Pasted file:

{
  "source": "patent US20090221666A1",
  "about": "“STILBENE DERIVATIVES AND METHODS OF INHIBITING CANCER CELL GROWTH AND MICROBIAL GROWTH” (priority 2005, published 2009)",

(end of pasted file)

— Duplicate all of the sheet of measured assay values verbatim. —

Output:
{
  "source": "patent US20090221666A1",
  "about": "“STILBENE DERIVATIVES AND METHODS OF INHIBITING CANCER CELL GROWTH AND MICROBIAL GROWTH” (priority 2005, published 2009)",